Loan terms are too short and putting pres­sure on farm­ers

Irish Independent - Farming - - NEWS -

at culling and re­plac­ing those stocks with bet­ter fer­til­ity ge­net­ics com­ing through,”he said.

While there are plenty ben­e­fits to split calv­ing, Mr Patton ex­plained that it in­volves four ex­tra hours of labour per cow as it is a more com­plex sys­tem.

At present the num­ber of win­ter milk farm­ers in Ire­land stands at 1,700, which is 10pc of dairy farm­ers.

This is com­pared to 3,359 pro­duc­ers regis­tered in 2001. On av­er­age farm­ers re­ceive a 7.5-8c per litre pre­mium for pro­duc­ing win­ter milk, which for most is not enough.

While Mr Patton said that it could be worth­while bring­ing in a scheme to in­crease the pro­duc­ers of win­ter milk in Ire­land, he stressed that since there’s no short­age of liq­uid milk through the win­ter that there may be no point in “rob­bing Peter to pay Paul”

“As it stands what­ever value is avail­able to fund a scheme would have to be re­turned by the mar­ket. Win­ter milk can’t be paid pre­mium un­less there’s in­creased pro­duc­tion,” he said.

He added that spring calv­ing is fine but that co-ops should start dis­cussing the pos­si­bil­i­ties of split sys­tems with farm­ers. EX­PAND your herd only if it’s right for your farm and your fam­ily, a lead­ing dairy ex­pert has said.

Ac­cord­ing to Tea­gasc’s Patrick Gow­ing, dairy farm­ers should only ex­pand if they feel it’s right for their sys­tem and not be­cause they think they have to.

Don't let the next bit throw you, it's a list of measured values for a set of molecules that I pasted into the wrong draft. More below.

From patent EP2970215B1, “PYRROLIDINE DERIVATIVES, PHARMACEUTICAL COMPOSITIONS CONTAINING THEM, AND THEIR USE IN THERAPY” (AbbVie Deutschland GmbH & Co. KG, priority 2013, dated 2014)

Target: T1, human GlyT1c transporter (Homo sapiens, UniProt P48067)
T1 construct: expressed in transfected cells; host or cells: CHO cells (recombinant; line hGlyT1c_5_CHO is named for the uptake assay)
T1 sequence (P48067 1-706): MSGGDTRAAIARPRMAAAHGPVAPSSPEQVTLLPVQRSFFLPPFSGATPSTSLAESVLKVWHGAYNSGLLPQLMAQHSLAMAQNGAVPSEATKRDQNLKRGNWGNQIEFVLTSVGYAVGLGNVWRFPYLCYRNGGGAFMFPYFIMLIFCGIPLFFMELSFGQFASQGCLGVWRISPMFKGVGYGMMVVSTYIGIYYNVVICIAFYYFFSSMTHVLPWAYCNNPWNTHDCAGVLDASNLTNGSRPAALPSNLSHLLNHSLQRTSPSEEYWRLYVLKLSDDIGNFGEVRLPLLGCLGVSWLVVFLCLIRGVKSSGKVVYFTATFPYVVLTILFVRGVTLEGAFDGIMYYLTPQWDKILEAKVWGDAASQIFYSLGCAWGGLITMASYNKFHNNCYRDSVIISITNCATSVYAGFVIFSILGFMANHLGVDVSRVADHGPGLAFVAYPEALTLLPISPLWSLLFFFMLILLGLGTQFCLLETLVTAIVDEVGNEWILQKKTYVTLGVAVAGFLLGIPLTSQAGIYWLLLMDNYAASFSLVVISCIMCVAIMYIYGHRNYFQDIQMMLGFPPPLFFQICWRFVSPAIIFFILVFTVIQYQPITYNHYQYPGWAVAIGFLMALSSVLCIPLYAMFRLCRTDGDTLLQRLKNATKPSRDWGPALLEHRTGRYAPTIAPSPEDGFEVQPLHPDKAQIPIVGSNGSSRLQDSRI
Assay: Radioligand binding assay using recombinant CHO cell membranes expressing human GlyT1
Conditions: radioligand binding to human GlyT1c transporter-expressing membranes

“Why do we all want to ex­pand? Are we ex­pand­ing to buy a new trac­tor at the Plough­ing and if that’s what you want fair enough but to ex­pand be­cause some­one else told you to is not a good enough rea­son. We need to ex­pand for our­selves so it’ll work for our farm and our fam­i­lies go­ing for­ward.

“You don’t have to milk 300 cows if you don’t want to. If you are go­ing to ex­pand you need a busi­ness plan that is based on re­al­ity,” he said.

Grass in­fras­truc­ture

When ex­pand­ing Mr Gow­ing warned that farm­ers need to take into ac­count grass­land in­fras­truc­ture and fo­cus less on cap­i­tal costs like milk­ing par­lours as grass is the key to sus­tain­able ex­pan­sion.

He also thinks we should in­crease our loan terms to re­duce pres­sure on farm­ers.

“If you’re putting more grass in to the sys­tem there’s go­ing to be a cost im­pli­ca­tion there. If you start with the par­lour and slurry stor­age you’ll end up with no money to in­vest in the grass.

“A lot of peo­ple’s debt term is too short and they’re pay­ing it back too fast. Par­lours are go­ing to be there for 30 years why are we pay­ing for them in five? It’s an Ir­ish thing that we don’t want to be in debt and want to get out as fast as we can but it puts pres­sure on plans.”

It’s cheaper from a feed per­spec­tive to have fewer Oc­to­ber calvers than it is to al­low spring calvers to be­come lax and left on, says Tea­gasc an­a­lyst Joe Patton

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